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Purified filtered water pitcher worse than regular water?

  1. Jan 23, 2016 #1
    I bought a water pitcher that purifies water. It supposedly filters out a lot of contaminants like lead. (It doesn't filter out fluoride but I knew this before I got it)
    It came with a little warning sticker saying that its important to use the product as specified, other wise you will be at risk of contaminants.
    So now I'm wondering if these filter systems do more harm than good. Does anyone have experience about this?
    fyi I'm just talking about a water pitcher with a filter mechanism in it, which I use when I'm at school, this isn't like a water purification "system" or anything .. its just a cheapo $20 filtered water pitcher I got on amazon (its pretty popular).
    Do you think I'm making big deal out of the warning sticker it came with? or what? thanks
  2. jcsd
  3. Jan 23, 2016 #2


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    The problem with these devices (and I've had Brita for years till recently) is that you MUST replace the filters as required by the manufacturer. Otherwise, the charcoal activation, or whatever the mechanism they use to clean the water, will not be useful beyond a certain number of usage or period of time. Then, depending on your usage, the filter might be a harbor for bacteria, etc.

    If you use it according to the instruction, then there isn't a problem.

  4. Jan 23, 2016 #3
    yup that's the same brand I got its a "Brita Everyday Water Filter Pitcher, 10 Cup". I get what your saying about filter.. if you don't replace it then the filter is pointless. But also my general question is do you think using this filtered water is safer or healthier than water that comes out of the faucet? you said you used Brita for years until recently, so has your opinion changed about filtered water or are britas not very good or something? thanks
  5. Jan 23, 2016 #4
    Absolutely, it offers an extra layer of filtering over the water treatment done in the municipal plants. I don't think the FDA would approve their sale if they lowered the quality of the water. Even if they didn't improve the quality of the water, I would use a pitcher filter anyway because drinking water straight from my tap makes me want to barf. Once you get used to filtered water, the straight tap is disgusting.

    I'm not very impressed with Brita myself, but it's better than nothing. I use zero water exclusively. It's a 5 stage filter instead of Brita's 2 stage filter, I think, plus it has a device to measure the concentrations of "dissolved solids," which indicates when to change the filter. I don't think the Brita has a tester, which means you have to guess when to change it. As ZapperZ said, the important thing to be vigilant of if you don't want the filter to end up working against you at some point is to change it when it's time to do so.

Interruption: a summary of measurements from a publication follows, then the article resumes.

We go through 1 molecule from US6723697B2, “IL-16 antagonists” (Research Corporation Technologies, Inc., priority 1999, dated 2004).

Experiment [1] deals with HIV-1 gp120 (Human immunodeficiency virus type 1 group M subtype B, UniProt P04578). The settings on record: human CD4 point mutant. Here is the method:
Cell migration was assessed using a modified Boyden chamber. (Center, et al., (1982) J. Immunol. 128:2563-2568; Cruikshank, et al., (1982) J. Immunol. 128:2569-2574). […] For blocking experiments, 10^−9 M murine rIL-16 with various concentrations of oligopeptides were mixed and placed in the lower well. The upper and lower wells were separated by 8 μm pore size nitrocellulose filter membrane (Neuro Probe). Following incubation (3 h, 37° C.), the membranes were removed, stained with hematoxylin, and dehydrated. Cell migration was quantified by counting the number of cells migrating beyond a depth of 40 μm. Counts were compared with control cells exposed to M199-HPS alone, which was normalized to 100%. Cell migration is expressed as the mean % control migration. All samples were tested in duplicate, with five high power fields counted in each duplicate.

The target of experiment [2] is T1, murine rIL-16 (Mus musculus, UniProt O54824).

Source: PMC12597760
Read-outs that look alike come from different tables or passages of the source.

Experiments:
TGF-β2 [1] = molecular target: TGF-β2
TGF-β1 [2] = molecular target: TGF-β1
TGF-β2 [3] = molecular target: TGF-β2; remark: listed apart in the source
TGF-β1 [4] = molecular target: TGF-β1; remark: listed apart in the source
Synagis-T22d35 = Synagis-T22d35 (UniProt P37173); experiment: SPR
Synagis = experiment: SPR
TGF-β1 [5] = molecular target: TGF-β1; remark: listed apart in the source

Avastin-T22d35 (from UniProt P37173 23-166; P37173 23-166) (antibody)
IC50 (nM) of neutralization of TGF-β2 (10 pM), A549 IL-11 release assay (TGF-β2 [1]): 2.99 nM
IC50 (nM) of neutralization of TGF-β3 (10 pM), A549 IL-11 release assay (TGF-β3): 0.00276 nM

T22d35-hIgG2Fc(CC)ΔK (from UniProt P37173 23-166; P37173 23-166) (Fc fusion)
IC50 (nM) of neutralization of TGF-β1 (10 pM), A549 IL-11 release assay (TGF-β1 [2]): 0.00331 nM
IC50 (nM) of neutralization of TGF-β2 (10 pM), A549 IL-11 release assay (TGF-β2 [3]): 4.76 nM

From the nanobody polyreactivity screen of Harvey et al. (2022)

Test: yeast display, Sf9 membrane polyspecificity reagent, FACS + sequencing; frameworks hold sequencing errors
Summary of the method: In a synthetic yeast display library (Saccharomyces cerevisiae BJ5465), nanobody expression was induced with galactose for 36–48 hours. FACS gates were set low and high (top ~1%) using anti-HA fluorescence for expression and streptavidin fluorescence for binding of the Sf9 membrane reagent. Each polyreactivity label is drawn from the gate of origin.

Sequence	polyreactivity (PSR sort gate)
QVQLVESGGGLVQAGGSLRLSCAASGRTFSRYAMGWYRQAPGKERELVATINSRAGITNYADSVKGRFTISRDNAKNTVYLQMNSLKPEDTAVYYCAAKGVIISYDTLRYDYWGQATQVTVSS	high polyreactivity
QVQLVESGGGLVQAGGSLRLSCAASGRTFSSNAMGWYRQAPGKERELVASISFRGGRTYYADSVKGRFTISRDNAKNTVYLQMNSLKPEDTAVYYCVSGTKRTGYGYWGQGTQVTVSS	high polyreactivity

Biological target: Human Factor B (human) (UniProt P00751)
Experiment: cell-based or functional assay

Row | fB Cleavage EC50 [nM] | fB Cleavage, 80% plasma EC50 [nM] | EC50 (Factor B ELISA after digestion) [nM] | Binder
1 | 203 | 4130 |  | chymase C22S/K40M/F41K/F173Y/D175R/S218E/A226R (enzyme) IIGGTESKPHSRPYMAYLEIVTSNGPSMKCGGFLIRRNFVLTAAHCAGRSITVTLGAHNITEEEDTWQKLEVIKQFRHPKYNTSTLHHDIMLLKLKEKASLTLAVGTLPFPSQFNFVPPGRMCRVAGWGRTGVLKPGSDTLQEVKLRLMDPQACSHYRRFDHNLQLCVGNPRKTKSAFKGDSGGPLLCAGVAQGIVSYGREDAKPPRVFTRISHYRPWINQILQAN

6. Jan 23, 2016 #5


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    Depends on where you are. Being in the Swiss Alpes it's probably better to drink the water as it flows out of the faucet.
    I always wonder if those filters also extract all the minerals which we need.
  7. Jan 23, 2016 #6
    Well, if you're fortunate enough to live here, I think you may be an exception...


    For the rest of us, though, I'd suggest getting a zero water filter..:oldsmile:
  8. Jan 26, 2016 #7
    I always thought that those water filters were, uh, ineffective. The rate of flow is too high. The percentage of the water that actually comes in contact with the filter surface is low. Also, the variety of contaminants is large.

    I suspect that most people don't replace the filters very often.

    When backpacking and so forth I use a water filter to get rid of bacteria, but that's easy because bacteria are so big.

    In Bali I lived next to a spring and drank water straight out of the ground. It tasted SO good. Holy water is a very big deal in Bali. Indeed, I suspect that this was one of the main things that attracted settlers: the prevalence of springs as a source of pure water. They're everywhere. There are two ancient craters that serve as natural reservoirs and the water filters many a mile through the soft, porous rock.
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